The topic of privacy and encryption is still being kicked around by government officials these days. Notably the Canadian Association of Chiefs of Police is for forcing users to decrypt their communication and devices. The CACP voted to support legal changes which would permit judges to “compel encryption key holders” to reveal it to law enforcement.
Encryption Does Not Make It Harder To Solve Crime
It is not the first, nor the last time; law enforcement agencies want to compel users into decrypting sensitive data. These stories have been circulating for quite some time now, and they will continue to do for the foreseeable future. While it is true criminals operate online in an anonymous manner, decrypting those tools is not the answer to solving crimes.
Canadian law currently offers no provision for legally demand suspects to provide passwords or encryption keys during an investigation. While the CACP is for creating such a law, privacy advocates will oppose the concept at every turn. As they rightfully should, since law enforcement has no business in tracking anyone’s online communication.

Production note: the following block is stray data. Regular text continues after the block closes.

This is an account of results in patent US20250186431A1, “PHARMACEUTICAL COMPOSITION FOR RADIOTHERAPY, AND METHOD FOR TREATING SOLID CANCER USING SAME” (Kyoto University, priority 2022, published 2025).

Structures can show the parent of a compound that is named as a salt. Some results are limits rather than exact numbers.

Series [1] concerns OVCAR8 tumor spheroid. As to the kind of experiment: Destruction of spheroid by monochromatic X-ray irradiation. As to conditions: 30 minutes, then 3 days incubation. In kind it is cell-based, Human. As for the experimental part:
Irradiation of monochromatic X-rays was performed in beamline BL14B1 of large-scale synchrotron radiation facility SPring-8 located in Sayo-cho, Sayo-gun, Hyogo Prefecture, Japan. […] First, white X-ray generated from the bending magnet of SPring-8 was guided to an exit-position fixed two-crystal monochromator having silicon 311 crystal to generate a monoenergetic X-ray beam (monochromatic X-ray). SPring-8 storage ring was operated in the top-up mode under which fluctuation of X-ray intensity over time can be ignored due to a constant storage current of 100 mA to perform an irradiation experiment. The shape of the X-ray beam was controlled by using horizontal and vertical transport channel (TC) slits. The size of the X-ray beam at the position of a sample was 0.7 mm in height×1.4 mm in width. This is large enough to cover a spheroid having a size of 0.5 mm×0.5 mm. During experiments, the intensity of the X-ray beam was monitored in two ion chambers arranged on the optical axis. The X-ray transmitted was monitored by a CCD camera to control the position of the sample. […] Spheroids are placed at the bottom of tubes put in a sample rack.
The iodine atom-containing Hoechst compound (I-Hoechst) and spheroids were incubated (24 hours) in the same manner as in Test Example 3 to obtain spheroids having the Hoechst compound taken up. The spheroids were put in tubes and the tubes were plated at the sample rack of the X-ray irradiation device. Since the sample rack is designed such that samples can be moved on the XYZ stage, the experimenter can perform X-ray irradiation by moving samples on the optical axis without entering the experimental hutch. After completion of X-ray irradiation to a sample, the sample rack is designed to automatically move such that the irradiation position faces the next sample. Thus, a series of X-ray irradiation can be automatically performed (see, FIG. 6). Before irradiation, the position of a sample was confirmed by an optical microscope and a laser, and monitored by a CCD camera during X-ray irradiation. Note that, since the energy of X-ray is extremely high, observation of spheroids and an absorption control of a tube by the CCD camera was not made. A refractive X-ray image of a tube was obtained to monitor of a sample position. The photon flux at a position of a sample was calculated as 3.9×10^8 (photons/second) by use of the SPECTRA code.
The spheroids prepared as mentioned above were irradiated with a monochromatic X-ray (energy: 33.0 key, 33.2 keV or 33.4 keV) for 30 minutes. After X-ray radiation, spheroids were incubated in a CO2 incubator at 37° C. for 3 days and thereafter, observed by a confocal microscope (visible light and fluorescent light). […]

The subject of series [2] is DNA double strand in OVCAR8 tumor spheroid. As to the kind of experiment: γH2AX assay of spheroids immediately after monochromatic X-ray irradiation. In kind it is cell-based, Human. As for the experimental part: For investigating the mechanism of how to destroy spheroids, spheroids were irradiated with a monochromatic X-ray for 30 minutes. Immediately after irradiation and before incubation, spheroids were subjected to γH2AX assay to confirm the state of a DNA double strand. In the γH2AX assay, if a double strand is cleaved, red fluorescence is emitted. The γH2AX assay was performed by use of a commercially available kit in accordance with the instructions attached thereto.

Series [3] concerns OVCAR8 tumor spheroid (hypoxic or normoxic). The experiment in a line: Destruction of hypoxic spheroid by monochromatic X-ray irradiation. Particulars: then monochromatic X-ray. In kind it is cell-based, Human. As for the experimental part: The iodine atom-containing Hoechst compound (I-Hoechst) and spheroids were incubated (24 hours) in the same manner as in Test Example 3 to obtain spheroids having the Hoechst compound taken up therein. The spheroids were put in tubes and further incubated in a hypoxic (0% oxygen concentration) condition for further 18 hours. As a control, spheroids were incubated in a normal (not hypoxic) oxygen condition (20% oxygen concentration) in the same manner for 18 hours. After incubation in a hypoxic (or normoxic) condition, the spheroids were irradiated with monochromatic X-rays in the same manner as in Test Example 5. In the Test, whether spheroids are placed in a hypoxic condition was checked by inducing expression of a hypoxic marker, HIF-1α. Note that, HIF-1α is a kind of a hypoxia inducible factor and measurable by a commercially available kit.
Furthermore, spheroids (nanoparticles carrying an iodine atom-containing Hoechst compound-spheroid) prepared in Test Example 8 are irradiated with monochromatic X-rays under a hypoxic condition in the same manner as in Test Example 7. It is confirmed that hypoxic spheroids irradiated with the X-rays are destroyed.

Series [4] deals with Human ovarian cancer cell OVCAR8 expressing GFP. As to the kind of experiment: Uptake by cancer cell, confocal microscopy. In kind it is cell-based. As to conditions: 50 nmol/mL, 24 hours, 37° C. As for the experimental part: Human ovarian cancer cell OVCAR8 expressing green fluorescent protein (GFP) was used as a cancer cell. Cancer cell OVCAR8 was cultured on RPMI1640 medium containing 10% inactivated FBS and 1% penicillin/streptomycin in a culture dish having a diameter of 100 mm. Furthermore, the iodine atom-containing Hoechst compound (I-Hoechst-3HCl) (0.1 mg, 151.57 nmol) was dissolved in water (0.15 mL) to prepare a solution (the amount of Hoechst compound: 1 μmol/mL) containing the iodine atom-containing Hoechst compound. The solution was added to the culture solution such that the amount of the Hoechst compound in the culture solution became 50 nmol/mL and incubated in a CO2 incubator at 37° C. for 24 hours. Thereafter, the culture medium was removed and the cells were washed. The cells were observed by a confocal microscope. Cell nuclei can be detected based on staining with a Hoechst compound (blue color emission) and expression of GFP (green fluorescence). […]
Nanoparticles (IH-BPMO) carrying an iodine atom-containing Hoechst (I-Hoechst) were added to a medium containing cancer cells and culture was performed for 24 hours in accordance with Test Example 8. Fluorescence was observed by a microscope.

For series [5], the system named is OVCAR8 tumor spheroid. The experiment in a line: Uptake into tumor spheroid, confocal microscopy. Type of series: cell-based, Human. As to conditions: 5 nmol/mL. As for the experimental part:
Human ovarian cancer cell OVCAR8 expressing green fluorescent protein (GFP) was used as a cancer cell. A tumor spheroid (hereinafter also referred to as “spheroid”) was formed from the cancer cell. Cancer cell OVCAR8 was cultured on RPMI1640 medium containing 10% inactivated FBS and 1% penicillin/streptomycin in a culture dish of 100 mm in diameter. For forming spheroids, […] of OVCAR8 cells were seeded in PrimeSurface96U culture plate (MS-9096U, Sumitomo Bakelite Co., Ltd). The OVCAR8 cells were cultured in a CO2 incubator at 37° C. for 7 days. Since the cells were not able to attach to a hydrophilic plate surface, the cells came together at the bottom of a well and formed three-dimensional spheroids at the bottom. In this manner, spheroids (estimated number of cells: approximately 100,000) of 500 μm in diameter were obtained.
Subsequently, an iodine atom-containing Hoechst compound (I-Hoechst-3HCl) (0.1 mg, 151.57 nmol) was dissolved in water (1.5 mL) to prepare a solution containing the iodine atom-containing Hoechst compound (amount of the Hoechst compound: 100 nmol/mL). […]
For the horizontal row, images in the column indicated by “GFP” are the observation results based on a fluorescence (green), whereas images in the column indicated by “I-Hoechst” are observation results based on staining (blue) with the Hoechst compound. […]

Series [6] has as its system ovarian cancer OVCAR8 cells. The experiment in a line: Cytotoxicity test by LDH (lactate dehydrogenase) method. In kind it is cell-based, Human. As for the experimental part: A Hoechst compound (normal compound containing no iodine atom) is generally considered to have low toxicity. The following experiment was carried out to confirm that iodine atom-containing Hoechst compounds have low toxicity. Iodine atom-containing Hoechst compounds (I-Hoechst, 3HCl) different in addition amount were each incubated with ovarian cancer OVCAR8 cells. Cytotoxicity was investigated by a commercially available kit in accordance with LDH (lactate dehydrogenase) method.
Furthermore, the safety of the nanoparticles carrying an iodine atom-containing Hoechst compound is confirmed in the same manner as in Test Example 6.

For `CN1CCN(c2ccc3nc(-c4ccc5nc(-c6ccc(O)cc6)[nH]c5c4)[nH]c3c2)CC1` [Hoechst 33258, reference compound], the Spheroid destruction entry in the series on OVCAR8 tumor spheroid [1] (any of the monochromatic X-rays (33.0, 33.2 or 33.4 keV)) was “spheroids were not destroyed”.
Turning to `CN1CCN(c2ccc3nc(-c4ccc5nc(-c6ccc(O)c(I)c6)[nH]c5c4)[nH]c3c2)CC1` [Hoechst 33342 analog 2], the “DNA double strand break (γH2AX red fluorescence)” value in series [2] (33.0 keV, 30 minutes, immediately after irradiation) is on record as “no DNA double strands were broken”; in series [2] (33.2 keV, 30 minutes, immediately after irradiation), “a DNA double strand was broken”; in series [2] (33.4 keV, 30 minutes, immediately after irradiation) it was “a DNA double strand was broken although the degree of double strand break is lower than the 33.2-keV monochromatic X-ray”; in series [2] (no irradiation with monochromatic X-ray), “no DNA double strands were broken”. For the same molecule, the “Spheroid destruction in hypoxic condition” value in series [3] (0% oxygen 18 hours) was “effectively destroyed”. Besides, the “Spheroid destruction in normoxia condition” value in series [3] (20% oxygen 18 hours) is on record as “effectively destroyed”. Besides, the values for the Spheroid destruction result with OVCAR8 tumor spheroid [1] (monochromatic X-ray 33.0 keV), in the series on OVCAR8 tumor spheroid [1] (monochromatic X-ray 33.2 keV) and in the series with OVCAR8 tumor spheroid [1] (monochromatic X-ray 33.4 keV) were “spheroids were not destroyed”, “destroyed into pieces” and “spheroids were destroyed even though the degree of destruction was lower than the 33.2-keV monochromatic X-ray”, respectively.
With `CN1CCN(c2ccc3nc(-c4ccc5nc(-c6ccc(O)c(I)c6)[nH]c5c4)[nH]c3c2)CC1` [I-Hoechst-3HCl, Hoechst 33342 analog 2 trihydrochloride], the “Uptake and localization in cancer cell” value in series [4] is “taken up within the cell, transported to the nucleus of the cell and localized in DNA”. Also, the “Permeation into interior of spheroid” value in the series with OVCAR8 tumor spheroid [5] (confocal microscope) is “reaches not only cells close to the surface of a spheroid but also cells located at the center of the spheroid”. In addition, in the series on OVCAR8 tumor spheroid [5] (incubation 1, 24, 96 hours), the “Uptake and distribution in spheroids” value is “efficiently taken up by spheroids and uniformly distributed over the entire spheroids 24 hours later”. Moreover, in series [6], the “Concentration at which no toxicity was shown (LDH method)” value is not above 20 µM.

As was to be expected, the CACP cited an internal report arguing how law enforcement has a harder time lawfully accessing and examining digital evidence. That doesn’t justify demanding a law that will force anyone to decrypt their information, though, as it would only lead to more consumer privacy violations. Then again, that seems to suit law enforcement agencies around the world just fine, as they could not care less about individual privacy.
It did not take long for the first pushback to occur. This proposal has been labelled as “wildly disproportionate” by OpenMedia spokesperson David Christopher. Although user privacy is not a constitutional right by any means, there should be no legal precedent for invading anyone’s privacy based on a hunch. If there is no substantial evidence against someone, law enforcement agencies should have no grounds to ask for decryption keys either.
Finding a balance between respecting user privacy and solving cyber crime will be a difficult task. Then again, one could argue law enforcement is too quickly resorting to less legal matters to obtain the evidence they need. Perhaps it is time to rethink the whole strategy regarding cyber crime and rebuild it from the ground up, rather than demanding invasion privacy laws.
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